Our aim is to support young people to develop the values, skills and strategies that enable them to play and work with others in a respectful and cooperative way, and who can manage conflict in a constructive manner. The NZ Curriculum identifies these as ‘key competencies’ – capabilities for living and lifelong learning. We aim to develop a sharing, caring attitude in our students and respectful behaviour towards others is expected at all times.
Classroom rules are collaboratively developed in all classrooms with the aim that they are safe and considerate places for children to learn and play, and teachers to teach. At the beginning of the year, teachers and children work together to build a framework of guidelines within which to work. We also expect children to play in a way that is considerate and safe to ensure everyone’s physical and emotional well-being.
If situations of conflict arise, a ‘restorative’ approach to solving issues is used.
When a ‘mistake’ or ‘muck-up’ occurs, this approach aims to have individuals take responsibility for their behaviour, find a way to make amends, and restore relationships so harm is minimised and skills are learned for future situations, even when differences prevail.
There are different levels of support (or intervention):
Restorative chat – is a ‘chat’ facilitated by an adult to help children “hear” the situation as it is for all the participants with the aim of finding a solution to the situation that has occurred. Many times, children can reach a solution for themselves with only a little guidance – at other times it is an opportunity to learn some other strategies to use in the immediate (and future) situations. Often these situations take only a few minutes and are of a relatively minor nature.
Restorative conversation – this is similar to the restorative chat between those affected by the incident. It may involve a more complex situation and can sometimes involve a greater number of people. Usually an adult has talked individually with each person involved before facilitating a ‘restorative conversation’. A number of strategically sequenced questions are used with the ‘wrong doer(s)’ and the ‘victim(s)’. The aim is to find out what happened, “ hear” how each person was affected, how the situation can be put right, and seek a reassurance that the participants have the skills and strategies to handle a similar situation in the future in a more constructive and acceptable manner. Again, some coaching for future situations may be appropriate.
Restorative conference – this is a forum for attending to issues of a more serious nature. A restorative conference involves a structured formal process. It is designed to address the harm caused by one or more wrongdoers whose behaviour has been seriously inappropriate. It involves careful preparation and may involve family members. An agreement with plans for monitoring and follow-up are part of this process.
Behaviour development is viewed in the same way as we look at the teaching of other competencies such as problem solving in mathematics or articulation in english. If children are unable to solve a mathematics problem, threatening to punish them will not help them solve the problem. Behaviour is no different. The goal is to educate children about how to work through behavioural problems. We focus on helping them understand the consequences of their actions for themselves and those around them, and help individuals take responsibility for their own behaviour through social skills, empathy, and understanding for others.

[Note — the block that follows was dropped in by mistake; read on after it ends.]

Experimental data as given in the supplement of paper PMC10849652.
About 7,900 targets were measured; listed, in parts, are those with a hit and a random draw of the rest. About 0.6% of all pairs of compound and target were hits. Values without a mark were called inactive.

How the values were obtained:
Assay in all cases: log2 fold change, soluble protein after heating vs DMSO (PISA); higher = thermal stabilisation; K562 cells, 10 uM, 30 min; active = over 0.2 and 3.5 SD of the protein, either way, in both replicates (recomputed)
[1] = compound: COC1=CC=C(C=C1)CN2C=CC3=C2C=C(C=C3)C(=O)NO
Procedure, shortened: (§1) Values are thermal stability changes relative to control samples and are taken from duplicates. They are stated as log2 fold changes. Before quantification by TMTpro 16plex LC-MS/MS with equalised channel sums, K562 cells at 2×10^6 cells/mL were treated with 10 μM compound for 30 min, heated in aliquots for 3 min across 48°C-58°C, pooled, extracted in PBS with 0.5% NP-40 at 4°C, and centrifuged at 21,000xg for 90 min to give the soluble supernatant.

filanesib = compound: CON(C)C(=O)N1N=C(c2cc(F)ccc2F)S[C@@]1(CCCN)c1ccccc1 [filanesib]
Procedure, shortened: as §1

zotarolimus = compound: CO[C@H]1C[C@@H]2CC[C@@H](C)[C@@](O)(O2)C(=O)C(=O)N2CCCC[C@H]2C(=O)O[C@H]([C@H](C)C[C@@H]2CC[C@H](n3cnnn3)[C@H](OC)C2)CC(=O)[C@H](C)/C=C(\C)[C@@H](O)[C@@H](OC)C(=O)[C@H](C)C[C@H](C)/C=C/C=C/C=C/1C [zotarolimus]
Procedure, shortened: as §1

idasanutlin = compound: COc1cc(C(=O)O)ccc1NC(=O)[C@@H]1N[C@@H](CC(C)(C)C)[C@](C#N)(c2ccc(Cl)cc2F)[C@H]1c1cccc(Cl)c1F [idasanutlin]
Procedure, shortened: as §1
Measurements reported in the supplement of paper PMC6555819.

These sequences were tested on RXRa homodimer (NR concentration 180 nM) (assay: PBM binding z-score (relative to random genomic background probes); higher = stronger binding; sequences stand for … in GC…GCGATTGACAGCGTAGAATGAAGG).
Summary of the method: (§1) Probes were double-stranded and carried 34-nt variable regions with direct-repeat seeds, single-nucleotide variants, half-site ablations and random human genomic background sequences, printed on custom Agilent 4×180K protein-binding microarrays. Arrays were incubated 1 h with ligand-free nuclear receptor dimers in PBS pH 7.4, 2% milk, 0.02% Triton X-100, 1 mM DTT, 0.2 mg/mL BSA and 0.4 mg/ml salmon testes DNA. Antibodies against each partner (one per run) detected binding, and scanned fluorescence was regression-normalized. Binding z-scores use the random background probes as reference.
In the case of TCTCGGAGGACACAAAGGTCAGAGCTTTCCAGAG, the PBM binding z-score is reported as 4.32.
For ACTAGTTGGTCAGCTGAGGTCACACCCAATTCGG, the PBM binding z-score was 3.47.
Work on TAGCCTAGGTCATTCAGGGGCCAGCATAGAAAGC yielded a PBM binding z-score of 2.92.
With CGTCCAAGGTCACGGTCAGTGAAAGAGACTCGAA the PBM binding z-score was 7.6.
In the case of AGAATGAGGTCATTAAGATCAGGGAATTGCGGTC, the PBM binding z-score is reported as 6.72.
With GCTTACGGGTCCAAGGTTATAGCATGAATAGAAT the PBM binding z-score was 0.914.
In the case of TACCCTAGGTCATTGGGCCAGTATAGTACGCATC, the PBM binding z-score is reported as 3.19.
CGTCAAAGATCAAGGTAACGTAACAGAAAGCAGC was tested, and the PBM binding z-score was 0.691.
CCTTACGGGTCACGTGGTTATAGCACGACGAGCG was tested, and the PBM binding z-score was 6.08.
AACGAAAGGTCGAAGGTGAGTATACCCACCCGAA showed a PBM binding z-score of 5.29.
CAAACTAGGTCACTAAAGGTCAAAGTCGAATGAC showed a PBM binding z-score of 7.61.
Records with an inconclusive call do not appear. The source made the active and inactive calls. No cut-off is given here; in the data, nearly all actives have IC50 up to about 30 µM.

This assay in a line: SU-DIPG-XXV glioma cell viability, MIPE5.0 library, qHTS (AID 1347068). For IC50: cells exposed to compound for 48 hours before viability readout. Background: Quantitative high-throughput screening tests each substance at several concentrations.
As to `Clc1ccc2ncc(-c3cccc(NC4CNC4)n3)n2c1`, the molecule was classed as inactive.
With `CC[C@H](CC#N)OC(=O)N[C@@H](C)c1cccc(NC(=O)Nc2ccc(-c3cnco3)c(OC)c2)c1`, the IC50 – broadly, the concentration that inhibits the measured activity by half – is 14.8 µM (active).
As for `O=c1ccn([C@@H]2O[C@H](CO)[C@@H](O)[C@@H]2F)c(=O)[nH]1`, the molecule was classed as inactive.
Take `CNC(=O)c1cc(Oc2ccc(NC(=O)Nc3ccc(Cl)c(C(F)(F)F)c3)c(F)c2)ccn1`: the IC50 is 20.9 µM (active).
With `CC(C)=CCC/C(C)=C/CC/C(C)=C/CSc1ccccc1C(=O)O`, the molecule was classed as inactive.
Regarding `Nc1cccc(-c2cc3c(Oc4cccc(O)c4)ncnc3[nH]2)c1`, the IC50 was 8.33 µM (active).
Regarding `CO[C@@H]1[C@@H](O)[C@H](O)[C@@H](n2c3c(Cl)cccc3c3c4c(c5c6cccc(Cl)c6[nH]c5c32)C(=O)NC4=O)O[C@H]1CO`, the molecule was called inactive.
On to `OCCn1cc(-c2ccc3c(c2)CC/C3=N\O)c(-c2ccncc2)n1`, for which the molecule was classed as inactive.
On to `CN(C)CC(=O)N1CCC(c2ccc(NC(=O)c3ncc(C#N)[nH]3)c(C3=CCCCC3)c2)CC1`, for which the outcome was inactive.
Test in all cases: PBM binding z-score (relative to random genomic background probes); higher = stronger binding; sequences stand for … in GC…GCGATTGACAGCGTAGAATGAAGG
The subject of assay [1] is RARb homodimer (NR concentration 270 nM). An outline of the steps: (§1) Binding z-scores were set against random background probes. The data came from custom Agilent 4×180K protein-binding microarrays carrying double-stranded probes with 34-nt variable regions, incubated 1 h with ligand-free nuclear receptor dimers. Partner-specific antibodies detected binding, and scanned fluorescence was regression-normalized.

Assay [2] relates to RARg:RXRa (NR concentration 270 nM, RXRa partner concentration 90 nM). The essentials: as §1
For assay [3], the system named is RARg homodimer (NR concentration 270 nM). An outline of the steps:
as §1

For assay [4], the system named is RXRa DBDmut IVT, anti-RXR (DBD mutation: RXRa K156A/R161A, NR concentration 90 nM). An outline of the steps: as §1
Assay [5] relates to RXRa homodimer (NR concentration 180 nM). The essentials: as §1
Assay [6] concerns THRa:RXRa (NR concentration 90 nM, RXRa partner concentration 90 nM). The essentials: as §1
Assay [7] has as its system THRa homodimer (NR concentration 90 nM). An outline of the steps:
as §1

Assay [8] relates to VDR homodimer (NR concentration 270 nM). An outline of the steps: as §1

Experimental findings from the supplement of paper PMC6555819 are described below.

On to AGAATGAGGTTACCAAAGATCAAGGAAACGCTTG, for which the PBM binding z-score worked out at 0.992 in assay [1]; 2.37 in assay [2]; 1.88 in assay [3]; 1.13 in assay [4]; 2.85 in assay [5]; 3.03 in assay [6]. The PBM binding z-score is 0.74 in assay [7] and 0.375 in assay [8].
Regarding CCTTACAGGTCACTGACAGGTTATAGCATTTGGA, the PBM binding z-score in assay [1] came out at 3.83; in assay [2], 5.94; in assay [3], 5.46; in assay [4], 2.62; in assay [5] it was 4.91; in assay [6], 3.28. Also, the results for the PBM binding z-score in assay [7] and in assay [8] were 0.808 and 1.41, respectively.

At Ōpoho School a number of other programmes are used to support children to develop positive relationships, social skills and emotional intelligences.
Circle Time is an holistic approach to promoting positive relationships and creating a caring and respectful ethos. It helps children develop their self-esteem and self-confidence while promoting the social and emotional development of children of all ages. It is a formal construct used to give each child a ‘voice’ to express his/her experience/views/opinions about various topics related to relating to others, managing oneself or participating and contributing to the multitude of children’s experiences.
What children say.., The best thing about Circle Time is:
- ‘how much it helped’
- ‘letting my feelings out’
- ‘we give ideas to each other about how to make friends’
- ‘seeing that you have things in common’
- ‘if you have a problem you can talk about it’
- ‘getting to tell people your problems and they listen’
- ‘sharing somebody else’s problems’
- ‘you can speak out and it won’t go anywhere else’
- “During Circle Time we learn how to help and be respectful of others and how to co-operate with them”
- “I got the chance to talk about things that were really bothering me and I got help and support from my class mates, I feel so much better now like a big weight has been taken off my shoulders”
From: Otago University New Zealand Research Nov 2008
Play is the Way
Play is the Way is a way of teaching social and emotional skills through guided play, classroom activities and an empowering language. It aims to develop children who can control their thoughts, feelings and actions, that in turn helps them develop abilities and skills for success. More information about this on our Play is the Way page.
Whānau and Buddy Programme
Each older student at Ōpoho School has a younger ‘buddy’. Ten or so buddy partners form a ‘whānau’ group which meets regularly to participate in a structured programme facillitated by a teacher. Over time, each ‘whānau’ group works with each teacher in the school so children get to know all the teachers as well as their own class teacher. Buddy partnerships are usually for a school year. The emotional and social culture of the school is enhanced by this programme.